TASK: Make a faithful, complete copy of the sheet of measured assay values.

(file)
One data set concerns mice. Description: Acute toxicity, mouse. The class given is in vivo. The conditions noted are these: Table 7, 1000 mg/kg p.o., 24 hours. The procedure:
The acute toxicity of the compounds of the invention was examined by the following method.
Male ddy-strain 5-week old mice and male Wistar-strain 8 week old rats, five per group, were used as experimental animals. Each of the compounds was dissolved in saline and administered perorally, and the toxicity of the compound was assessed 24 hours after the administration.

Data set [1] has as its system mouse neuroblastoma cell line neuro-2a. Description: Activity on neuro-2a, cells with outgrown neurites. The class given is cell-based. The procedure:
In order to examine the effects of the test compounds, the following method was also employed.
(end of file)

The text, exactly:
One data set concerns mice. Description: Acute toxicity, mouse. The class given is in vivo. The conditions noted are these: Table 7, 1000 mg/kg p.o., 24 hours. The procedure:
The acute toxicity of the compounds of the invention was examined by the following method.
Male ddy-strain 5-week old mice and male Wistar-strain 8 week old rats, five per group, were used as experimental animals. Each of the compounds was dissolved in saline and administered perorally, and the toxicity of the compound was assessed 24 hours after the administration.

Data set [1] has as its system mouse neuroblastoma cell line neuro-2a. Description: Activity on neuro-2a, cells with outgrown neurites. The class given is cell-based. The procedure:
In order to examine the effects of the test compounds, the following method was also employed.